The China Post/Asia News Network
Sunday, Jan 29, 2012

Former Taiwanese representative to Kansas City Jacqueline Liu was sentenced Friday morning in United States federal court for fraud in foreign labor after accepting a plea bargain which included a time-served prison sentence, US$80,000 in fines, and deportation.

Liu, 65, had been in federal custody without bond since being arrested on Nov. 10, 2011, and had pleaded guilty on Nov. 18, 2011, admitting to having fraudulently hired two Filipino housekeepers for her residence and having paid them significantly less than promised while forcing them to work excessive hours.

Under Liu's plea deal, US District Judge Greg Kays in Kansas City ordered her on Friday, Jan. 27, to pay US$80,044 (S$100,671) in restitution for the two victims, as well as an as-yet unspecified fine to cover the full costs of her incarceration and deportation, including the round-trip expense of the federal agents in whose custody she would travel, according to the US Attorney's Office.

According to the local United Evening News, the incarceration amount tallies to US$4,714, while the transportation fee is US$6,326 with a court fee of US$100.

The total amount Liu is responsible for, in addition to the US$80,044 restitution for the victims, is US$91,184.

Liu will remain in federal custody and be deported by US Immigration and Customs Enforcement's (ICE) Homeland Security Investigations (HSI) - she would potentially return to Taiwan within the next two weeks, Liu's lawyer Jim Wirken stated after the court session.

Under the terms of her plea agreement, Liu was required to waive her right to a hearing before an immigration judge, in addition to compensating the two victims.

Liu was the Director-General of the Taipei Economic and Cultural Office (TECO) located in Kansas City, Missouri. The TECO is one of 13 offices responsible for maintaining close unofficial relations between the people of the United States and Taiwan.

Overworking While Underpaying Housekeepers

Liu had admitted to the accusation of making a female Filipino housekeeper, who she recruited and solicited to follow her to the US and work in her residence, work 18-hour days, six-and-a-half days a week for only US$450 a month, when her contract promised a US$1,240 monthly salary for a 40-hour work week.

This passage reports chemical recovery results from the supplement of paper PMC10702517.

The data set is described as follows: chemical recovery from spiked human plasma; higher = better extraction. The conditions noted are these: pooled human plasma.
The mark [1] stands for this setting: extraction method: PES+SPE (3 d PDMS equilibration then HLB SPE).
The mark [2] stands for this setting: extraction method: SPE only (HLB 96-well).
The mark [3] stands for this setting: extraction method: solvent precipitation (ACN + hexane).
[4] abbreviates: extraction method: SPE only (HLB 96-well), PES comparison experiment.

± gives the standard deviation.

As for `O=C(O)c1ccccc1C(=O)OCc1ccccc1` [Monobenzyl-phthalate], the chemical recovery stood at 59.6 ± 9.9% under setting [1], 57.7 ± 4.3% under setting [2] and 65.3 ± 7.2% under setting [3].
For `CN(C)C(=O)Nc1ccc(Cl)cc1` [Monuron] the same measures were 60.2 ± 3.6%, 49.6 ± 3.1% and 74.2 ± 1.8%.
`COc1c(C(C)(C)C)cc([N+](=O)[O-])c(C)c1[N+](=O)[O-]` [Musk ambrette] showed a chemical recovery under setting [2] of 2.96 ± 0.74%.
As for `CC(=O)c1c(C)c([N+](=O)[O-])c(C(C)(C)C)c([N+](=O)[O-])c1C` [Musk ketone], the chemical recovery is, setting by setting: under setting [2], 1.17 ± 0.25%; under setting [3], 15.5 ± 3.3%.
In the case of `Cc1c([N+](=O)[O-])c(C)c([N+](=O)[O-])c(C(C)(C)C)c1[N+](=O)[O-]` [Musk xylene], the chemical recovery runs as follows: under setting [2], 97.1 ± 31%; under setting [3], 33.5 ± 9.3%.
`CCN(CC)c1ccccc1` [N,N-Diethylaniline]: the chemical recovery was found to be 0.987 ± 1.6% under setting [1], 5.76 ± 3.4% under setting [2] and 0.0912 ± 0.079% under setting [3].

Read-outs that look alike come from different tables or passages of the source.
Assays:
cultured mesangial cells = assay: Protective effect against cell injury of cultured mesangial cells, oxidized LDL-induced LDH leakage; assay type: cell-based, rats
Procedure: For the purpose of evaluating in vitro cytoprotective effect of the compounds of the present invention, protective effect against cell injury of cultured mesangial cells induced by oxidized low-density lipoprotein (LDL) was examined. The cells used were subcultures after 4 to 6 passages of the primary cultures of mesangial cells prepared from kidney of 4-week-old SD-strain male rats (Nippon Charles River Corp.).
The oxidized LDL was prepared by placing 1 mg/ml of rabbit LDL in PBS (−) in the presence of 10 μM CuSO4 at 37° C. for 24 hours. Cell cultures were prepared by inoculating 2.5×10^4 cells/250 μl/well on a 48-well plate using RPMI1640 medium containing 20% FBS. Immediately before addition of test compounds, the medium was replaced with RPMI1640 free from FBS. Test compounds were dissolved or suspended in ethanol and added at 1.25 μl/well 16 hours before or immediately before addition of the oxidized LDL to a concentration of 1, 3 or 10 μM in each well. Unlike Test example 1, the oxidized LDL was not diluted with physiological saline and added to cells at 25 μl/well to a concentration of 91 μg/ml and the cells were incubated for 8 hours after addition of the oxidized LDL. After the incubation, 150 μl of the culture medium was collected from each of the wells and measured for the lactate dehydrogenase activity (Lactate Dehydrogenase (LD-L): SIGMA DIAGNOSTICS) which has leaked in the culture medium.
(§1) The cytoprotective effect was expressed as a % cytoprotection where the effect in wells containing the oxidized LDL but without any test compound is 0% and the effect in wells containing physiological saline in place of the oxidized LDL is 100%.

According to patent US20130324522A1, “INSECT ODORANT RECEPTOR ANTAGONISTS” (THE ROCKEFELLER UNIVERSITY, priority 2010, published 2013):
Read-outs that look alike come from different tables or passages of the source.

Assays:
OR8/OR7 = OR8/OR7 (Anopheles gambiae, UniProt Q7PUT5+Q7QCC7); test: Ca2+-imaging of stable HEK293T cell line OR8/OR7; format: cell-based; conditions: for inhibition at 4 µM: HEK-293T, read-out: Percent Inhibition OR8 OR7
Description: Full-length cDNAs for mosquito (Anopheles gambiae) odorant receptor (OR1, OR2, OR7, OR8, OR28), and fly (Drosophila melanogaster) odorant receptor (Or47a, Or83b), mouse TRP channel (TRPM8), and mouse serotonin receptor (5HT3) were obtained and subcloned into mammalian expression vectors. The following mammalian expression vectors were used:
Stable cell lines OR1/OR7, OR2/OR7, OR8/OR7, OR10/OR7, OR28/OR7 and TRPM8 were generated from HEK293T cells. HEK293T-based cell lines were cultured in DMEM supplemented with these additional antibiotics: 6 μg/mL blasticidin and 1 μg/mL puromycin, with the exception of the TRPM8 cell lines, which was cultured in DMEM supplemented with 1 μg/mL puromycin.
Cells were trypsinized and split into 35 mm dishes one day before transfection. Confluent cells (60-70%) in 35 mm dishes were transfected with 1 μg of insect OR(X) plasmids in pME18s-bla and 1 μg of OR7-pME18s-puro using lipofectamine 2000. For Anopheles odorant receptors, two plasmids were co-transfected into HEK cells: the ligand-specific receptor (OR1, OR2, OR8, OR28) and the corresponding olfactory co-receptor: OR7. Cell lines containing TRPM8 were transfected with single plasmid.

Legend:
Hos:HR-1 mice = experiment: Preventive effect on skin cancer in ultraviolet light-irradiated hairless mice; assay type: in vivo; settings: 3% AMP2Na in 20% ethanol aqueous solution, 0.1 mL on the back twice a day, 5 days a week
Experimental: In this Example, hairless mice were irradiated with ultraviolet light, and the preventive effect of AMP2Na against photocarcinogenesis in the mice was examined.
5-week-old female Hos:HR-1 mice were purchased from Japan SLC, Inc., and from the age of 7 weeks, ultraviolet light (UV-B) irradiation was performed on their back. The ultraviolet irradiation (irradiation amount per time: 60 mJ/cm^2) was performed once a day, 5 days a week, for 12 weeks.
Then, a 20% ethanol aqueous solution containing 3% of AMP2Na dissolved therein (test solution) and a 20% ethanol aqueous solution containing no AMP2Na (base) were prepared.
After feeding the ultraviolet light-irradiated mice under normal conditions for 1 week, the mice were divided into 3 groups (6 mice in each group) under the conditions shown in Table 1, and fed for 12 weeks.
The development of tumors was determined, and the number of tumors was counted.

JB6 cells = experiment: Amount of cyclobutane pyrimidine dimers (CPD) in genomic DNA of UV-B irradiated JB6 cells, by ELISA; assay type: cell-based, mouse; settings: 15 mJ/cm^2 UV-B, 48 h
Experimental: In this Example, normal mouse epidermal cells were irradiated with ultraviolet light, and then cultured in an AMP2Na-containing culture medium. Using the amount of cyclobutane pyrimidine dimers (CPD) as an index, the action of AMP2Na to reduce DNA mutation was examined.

The housekeeper was also prevented from leaving the home without supervision or permission, watched over with surveillance cameras and was threatened with deportation. This took place between March to August, 2011.

Liu also admitted that she engaged in the same conduct with another employee, also a woman from the Philippines, whom Liu employed in 2009-10.

The victims have been certified as victims of a severe form of human trafficking under the Trafficking Victims Protection Act, according to the US Attorney's Office, which means that the US government will support their efforts to get visas to allow them to legally live and work in the US

Liu's restitution payment represents full restitution for the hours her former housekeepers had actually worked.

Liu's Repentance

Liu's complexion had seemed better on Jan. 27 than during her previous court session on Nov. 18, 2011, the United Evening News pointed out.

The new head of the Taipei Economic and Cultural Office in Kansas Yang Chu-chung, Deputy Chou Dao-yuan, other staff from Taiwan's Ministry of Foreign Affairs and supporters from the local Taiwanese society were all present during the court session, according to the report.

Liu choked as she read aloud a letter of repentance her younger sister had translated into English for her.

She had ruminated on the matter during the past two and a half months in custody, and was filled with remorse as she realized how big the mistakes were, adding that she would like to apologize and compensate those she had hurt with great sincerity, the report said.

The case was prosecuted by Assistant US Attorney Cynthia L. Cordes. It was investigated by the FBI and the US Department of Labor, Wage and Hour Division, in conjunction with the Human Trafficking Rescue Project, according to the US Attorney's Office.

Although unable to practice law in Taiwan, Wirken asserted after the court session that Liu should not be penalized again upon returning to Taiwan, as she had already undergone serious punishment in the US

Taiwan's rep to Kansas to be deported after paying S$100,000 to victims